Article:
Gross insurance industry losses from the recent M6.2 earthquake in Umbria, Italy are not expected to exceed EUR200 million, according to rating agency Standard & Poor’s, which believes that the low levels of insurance penetration in the region will keep losses down.
It’s a shockingly low number when you consider that the Italian Civil Protection Department, a local government division, had itself suggested that the quake could result in an economic impact to Italy of around $11 billion.
“We expect the domestic insurance sector to face low final costs from the earthquake,” commented S&P Global Ratings analyst Taos Fudji. “Because property insurance in Italy is not particularly well developed, the cost of rebuilding will fall mainly on the government.”
S&P took into account the level of population of the Province of Rieti and the low level of industrial activity, it said. Based on this and other factors S&P estimates the gross costs from the earthquake to be lower than those of the two most recent Italian earthquakes in 2012 and 2009.
“Earthquake insurance policies remain unattractive to consumers due to their high cost and Italians’ expectations of government intervention,” added Fudji. “We consider that some form of government funding or tax credit, as exists in other countries, could incentivize private sector subscription to coverage of these risks.”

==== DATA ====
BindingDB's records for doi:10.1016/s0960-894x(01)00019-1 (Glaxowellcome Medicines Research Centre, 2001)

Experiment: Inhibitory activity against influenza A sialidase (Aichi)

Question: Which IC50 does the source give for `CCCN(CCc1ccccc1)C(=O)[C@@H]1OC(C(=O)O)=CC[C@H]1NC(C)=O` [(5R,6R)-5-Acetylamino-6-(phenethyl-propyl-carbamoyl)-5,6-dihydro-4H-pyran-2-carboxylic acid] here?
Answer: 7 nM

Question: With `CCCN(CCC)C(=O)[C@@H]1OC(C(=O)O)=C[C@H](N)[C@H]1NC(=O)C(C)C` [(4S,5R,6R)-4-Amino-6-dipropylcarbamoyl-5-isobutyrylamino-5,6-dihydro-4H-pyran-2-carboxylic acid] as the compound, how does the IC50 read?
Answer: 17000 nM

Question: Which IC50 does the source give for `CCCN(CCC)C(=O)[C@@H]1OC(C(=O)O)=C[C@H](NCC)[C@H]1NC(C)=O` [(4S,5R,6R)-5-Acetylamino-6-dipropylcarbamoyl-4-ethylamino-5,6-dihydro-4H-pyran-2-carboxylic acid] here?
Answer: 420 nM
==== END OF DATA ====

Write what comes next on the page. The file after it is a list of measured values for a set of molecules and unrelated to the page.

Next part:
“Given the low level of penetration for earthquake insurance coverage, which in Italy essentially only covers industrial buildings, the insured loss is also expected to represent only a fraction of the overall cost. Based on a comparison with the two previous earthquakes, we estimate that the gross insured losses will not exceed about €200 million,” the rating agency explains in a report on the earthquake.
S&P also notes that “Italian insurers generally take substantial reinsurance protection against property catastrophe risk,” which could suggest that some claims may leak out to the reinsurance market.
However, if the final toll is under the EUR200 million estimate, then there is unlikely to be very much in the way of claims for reinsurance markets to pay, and the chances of leakage to ILS funds is very slim at that level of loss, as the majority will likely be retained by primary insurance companies.